IBM




As if there weren’t enough Kubrick conspiracy memes floating about the auteur and his work, this interesting short video claims that the HAL 9000 computer that serves as the villain in 2001:…


Clearly the IBM trend analysts haven’t been allowed to visit the likes of Dragon*Con or Comic-Con in recent years as they’re just now realizing that it’s a real trend:

Based on an analysis of more than a half million public posts on message boards, blogs, social media sites and news sources, IBM predicts that ‘steampunk,’ a sub-genre inspired by the clothing, technology and social mores of Victorian society, will be a major trend to bubble up, and take hold, of the retail industry. Major fashion labels, accessories providers and jewelry makers are expected to integrate a steampunk aesthetic into their designs in the coming year.

Measuring public sentiment can help retail chief marketing officers customize incentives and services to be more in tune with what customers are asking for…




Citing competing teams on both sides of the Atlantic, this article describes “the race to develop cognitive computing by reverse engineering the brain.”

While IBM is using the world’s fourth-fastest supercomputer, the same supercomputer is also being used by the Blue Brain project at the Ecole Polytechnique Federale de Lausanne. (The head of the project notes the difficulty in “recreating the three-dimensional structure of the brain in a 2-D piece of silicon… It’s not a brain. It’s more of a computer processor that has some of the accelerated parallel computing that the brain has.”)

Meanwhile IBM still hopes “to noninvasively measure and map the connections between all cortical and sub-cortical locations within the human brain using magnetic resonance diffusion weighted imaging.”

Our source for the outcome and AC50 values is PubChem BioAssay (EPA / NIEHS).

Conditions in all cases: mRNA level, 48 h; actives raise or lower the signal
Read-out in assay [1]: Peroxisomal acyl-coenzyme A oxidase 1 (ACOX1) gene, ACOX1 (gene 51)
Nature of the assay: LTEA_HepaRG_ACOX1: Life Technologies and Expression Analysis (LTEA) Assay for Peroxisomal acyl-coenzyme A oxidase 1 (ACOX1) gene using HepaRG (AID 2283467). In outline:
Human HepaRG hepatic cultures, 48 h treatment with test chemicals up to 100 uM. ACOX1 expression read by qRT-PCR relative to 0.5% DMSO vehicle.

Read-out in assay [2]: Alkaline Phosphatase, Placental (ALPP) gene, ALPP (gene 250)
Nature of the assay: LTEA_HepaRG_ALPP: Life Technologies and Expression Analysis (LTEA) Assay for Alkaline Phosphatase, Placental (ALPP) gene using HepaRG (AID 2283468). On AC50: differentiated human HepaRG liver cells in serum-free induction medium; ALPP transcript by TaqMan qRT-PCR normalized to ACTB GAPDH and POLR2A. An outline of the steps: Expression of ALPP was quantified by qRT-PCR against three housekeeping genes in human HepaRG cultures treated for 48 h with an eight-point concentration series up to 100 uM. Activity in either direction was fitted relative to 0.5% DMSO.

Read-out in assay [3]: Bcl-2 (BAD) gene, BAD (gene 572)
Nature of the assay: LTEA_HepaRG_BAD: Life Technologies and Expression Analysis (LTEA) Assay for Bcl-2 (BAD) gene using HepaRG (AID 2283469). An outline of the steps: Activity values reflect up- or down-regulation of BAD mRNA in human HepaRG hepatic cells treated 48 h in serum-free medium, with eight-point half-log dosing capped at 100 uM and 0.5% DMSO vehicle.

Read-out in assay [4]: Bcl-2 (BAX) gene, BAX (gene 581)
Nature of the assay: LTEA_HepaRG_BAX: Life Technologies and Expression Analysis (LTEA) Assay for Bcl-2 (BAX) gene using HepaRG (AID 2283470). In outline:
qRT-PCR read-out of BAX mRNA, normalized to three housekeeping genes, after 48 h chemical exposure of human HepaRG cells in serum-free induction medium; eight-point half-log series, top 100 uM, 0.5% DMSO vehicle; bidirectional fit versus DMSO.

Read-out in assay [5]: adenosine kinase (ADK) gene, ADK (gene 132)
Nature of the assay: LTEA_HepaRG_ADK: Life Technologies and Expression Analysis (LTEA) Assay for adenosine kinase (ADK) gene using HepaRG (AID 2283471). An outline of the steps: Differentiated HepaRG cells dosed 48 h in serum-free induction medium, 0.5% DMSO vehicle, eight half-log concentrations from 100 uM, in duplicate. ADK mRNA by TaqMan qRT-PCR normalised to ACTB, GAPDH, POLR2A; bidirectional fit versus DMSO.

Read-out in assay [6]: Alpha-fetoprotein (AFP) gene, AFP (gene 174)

With rapidly accelerating advances in supercomputer architectures, can a simulated human brain be far off?


SittingNow.com have employed the A.I. powers of Disinformation the Podcast host Joe McFall to kick off their new and improved ‘CounterTech’ series.

This week, IBM scientists and their university partners announced a breakthrough in cognitive computing research: the simulation of a brain the size of a cat’s. Using 144 terabytes of RAM and almost 150,000 processors, scientists were able to model a neural cortex with 1 billion simulated neurons and 10 billion synaptic connections. The researchers have subsequently been awarded $16.1 million for completion of phase 0 of DARPA’s SYNAPSE project. The goal of SYNAPSE (Systems of Neuromorphic Adaptive Plastic Scalable Electronics), according to DARPA, is “to develop electronic neuromorphic machine technology that scales to biological levels.” In layman’s terms, their goal is to put simulated brains onto microchips…